Detective Mark Kincaid (Patrick Dempsey, Enchanted) warns us that all bets are off in the final outing of a movie trilogy, and that certainly seems to be the case here, but not in any good way. While the intertextuality of seeing the movie within the movie is expanded and actually somewhat cool here, it also helps to illustrate that Scream 3 has come full circle from the first film in the franchise and is...gasp...precisely the dumbed-down kind of movie the original mocked. 

She realizes it too

Patrick Warburton (our Soarin' Chief Flight Attendant) and veteran horror actor Lance Henriksen both turn in good performances, but it is Posey who steals the show in this one--I shudder to think how much less bearable this movie would have been had she not been a part of it. The reveal at the end could have saved this movie, but unfortunately, it is so absurd it is almost laughable. Scream was meant to be a three and out franchise--thankfully, Wes Craven had one more left in him, though we'd have to wait a while for it.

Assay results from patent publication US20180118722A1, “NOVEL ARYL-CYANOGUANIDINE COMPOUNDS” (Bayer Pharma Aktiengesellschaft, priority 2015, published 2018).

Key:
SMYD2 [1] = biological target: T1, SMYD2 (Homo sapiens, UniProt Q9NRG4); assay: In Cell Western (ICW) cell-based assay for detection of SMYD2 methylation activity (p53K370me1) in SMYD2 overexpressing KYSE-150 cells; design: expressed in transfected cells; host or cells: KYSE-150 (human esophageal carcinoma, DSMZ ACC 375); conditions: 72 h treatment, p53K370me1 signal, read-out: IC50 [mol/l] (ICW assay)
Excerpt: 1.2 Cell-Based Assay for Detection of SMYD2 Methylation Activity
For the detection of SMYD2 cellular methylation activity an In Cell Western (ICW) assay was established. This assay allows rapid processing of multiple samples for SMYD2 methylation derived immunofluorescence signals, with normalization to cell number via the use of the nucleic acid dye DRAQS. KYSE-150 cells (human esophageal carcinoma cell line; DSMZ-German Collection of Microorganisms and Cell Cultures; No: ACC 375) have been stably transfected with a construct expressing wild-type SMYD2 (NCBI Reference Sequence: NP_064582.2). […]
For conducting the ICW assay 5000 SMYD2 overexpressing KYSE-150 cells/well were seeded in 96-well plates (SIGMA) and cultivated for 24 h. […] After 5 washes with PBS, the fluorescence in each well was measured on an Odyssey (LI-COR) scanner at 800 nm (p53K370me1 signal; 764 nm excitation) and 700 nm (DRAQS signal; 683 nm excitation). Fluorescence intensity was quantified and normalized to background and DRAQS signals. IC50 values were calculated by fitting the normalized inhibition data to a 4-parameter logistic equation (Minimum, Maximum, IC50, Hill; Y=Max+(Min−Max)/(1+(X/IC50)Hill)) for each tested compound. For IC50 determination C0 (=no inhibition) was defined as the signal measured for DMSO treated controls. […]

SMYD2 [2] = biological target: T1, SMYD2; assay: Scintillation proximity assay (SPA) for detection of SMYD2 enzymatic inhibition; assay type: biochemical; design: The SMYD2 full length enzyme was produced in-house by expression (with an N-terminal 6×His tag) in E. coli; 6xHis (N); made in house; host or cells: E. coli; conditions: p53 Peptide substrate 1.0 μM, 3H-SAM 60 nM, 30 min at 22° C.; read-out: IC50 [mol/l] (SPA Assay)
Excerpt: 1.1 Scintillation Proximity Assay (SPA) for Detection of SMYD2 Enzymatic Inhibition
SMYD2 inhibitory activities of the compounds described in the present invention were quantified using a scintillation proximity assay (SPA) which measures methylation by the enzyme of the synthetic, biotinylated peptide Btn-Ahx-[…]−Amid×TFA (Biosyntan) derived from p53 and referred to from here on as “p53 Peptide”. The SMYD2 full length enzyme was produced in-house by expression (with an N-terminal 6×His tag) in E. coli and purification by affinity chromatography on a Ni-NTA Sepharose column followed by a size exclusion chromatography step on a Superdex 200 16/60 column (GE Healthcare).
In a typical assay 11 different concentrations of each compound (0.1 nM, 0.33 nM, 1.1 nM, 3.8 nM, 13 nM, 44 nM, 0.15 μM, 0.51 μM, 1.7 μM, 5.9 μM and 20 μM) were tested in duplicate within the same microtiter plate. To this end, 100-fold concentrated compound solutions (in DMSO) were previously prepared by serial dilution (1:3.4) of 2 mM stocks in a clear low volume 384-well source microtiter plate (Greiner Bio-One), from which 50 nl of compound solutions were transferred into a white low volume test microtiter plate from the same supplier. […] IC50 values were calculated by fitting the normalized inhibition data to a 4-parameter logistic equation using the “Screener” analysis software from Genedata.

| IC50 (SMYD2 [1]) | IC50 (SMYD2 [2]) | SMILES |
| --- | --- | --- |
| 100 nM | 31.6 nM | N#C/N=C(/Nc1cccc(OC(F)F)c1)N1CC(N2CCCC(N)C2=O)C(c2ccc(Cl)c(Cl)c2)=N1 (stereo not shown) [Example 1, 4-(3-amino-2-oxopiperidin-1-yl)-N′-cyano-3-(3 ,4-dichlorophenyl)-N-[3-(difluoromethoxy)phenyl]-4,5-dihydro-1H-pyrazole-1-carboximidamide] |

On A Scale Of One To Ten: 5

Scream 3 Movie Trailer


Scream 2 Movie Trailer

Released just a year after the successful movie Scream, Scream 2 finds Sidney, now a college student, trying to escape the horrors she had just gone through in the first film--this is made all the more difficult because the story has inspired a film titled Stab, and now a copycat killer is on the loose at her university. Following the success of the first film we knew this one was coming, because--let's face it, baby--these days, you gotta have a sequel! Just as in the first film, the characters acknowledge the horror genre, discuss sequels, and, in a film class, struggle to come up with a sequel that was better than the original--Scream 2 certainly is not one of them, but that's not to say all is bad here.

Dr. Foreman won't be around for part 3